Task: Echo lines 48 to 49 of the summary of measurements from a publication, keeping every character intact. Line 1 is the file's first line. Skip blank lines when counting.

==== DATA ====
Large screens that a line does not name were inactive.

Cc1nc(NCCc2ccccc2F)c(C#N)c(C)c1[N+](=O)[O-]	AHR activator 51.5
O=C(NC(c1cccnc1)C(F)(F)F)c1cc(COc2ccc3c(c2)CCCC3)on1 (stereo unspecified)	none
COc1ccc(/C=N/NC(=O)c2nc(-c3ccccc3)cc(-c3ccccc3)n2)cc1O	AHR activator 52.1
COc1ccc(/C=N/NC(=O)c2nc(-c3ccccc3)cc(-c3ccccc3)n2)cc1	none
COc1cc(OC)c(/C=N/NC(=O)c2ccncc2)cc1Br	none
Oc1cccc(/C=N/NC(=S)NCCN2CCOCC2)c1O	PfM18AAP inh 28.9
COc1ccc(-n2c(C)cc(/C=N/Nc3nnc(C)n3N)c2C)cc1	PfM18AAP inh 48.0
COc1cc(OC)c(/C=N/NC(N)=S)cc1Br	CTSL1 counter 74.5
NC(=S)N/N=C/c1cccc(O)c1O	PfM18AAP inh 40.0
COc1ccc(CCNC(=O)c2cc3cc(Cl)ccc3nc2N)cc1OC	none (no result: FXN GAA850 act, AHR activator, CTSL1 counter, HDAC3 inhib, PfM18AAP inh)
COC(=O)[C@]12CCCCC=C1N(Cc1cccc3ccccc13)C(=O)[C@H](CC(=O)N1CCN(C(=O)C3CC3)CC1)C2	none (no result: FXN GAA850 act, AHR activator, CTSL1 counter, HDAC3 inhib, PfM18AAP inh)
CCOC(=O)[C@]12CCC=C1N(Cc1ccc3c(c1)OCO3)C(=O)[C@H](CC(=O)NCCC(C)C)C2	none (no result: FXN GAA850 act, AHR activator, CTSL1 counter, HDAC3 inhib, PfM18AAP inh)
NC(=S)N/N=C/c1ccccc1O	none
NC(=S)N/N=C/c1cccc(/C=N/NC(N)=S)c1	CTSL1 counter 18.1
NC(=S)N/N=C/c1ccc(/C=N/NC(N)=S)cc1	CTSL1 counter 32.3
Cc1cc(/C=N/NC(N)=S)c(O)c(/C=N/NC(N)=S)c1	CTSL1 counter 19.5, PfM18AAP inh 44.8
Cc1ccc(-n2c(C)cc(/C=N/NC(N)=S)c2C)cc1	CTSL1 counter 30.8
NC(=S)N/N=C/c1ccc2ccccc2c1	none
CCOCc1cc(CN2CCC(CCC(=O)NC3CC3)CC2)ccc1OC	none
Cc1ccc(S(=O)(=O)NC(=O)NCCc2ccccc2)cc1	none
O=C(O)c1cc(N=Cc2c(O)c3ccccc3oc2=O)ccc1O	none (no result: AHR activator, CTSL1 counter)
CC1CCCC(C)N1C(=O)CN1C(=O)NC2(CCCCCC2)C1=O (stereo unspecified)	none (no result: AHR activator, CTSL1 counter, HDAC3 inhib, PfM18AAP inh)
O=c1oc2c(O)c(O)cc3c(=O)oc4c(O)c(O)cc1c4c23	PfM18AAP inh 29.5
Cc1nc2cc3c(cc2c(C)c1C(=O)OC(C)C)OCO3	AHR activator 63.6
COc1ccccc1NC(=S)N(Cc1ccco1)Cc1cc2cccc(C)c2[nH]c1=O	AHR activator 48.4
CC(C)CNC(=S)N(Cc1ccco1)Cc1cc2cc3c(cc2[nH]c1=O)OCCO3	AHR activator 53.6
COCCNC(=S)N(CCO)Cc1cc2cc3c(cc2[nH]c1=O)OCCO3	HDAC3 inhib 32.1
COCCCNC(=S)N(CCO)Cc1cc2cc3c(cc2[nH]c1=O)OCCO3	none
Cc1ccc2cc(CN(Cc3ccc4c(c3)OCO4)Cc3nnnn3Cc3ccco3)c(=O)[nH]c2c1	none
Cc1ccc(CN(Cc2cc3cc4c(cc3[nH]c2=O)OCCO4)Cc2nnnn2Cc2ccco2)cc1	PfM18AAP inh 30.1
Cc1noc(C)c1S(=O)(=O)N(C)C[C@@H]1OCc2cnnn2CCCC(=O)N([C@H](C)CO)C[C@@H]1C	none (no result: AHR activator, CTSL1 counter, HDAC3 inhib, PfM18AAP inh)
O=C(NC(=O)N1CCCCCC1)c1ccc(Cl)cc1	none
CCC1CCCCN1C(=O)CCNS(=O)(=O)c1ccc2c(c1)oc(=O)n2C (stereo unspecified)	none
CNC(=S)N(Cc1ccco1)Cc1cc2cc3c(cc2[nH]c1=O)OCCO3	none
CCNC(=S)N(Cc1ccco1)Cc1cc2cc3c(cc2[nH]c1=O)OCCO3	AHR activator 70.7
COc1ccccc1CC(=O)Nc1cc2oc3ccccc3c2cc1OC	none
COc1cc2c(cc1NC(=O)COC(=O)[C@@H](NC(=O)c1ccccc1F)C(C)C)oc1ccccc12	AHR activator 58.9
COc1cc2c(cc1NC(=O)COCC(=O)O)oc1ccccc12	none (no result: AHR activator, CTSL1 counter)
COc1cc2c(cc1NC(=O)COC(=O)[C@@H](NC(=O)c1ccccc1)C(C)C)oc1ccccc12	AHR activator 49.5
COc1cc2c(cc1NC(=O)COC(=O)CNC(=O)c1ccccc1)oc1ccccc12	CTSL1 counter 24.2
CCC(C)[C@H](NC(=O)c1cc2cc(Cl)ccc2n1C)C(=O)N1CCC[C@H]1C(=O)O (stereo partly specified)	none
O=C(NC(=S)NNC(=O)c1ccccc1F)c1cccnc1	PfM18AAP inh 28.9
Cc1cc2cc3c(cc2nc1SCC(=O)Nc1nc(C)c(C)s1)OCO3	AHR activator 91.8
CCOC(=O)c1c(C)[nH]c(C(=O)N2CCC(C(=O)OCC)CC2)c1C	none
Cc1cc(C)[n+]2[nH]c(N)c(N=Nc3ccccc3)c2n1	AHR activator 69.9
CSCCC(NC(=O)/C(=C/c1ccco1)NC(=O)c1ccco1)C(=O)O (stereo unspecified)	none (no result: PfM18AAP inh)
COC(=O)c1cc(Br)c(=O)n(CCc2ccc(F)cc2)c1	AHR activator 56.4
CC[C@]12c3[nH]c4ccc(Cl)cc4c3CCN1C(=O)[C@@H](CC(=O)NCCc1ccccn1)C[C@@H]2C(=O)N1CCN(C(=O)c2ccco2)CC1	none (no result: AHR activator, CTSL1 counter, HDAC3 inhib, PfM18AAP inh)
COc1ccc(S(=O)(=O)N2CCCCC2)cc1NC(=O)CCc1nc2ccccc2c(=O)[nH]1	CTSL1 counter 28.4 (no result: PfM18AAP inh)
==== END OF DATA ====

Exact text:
COC(=O)c1cc(Br)c(=O)n(CCc2ccc(F)cc2)c1	AHR activator 56.4
CC[C@]12c3[nH]c4ccc(Cl)cc4c3CCN1C(=O)[C@@H](CC(=O)NCCc1ccccn1)C[C@@H]2C(=O)N1CCN(C(=O)c2ccco2)CC1	none (no result: AHR activator, CTSL1 counter, HDAC3 inhib, PfM18AAP inh)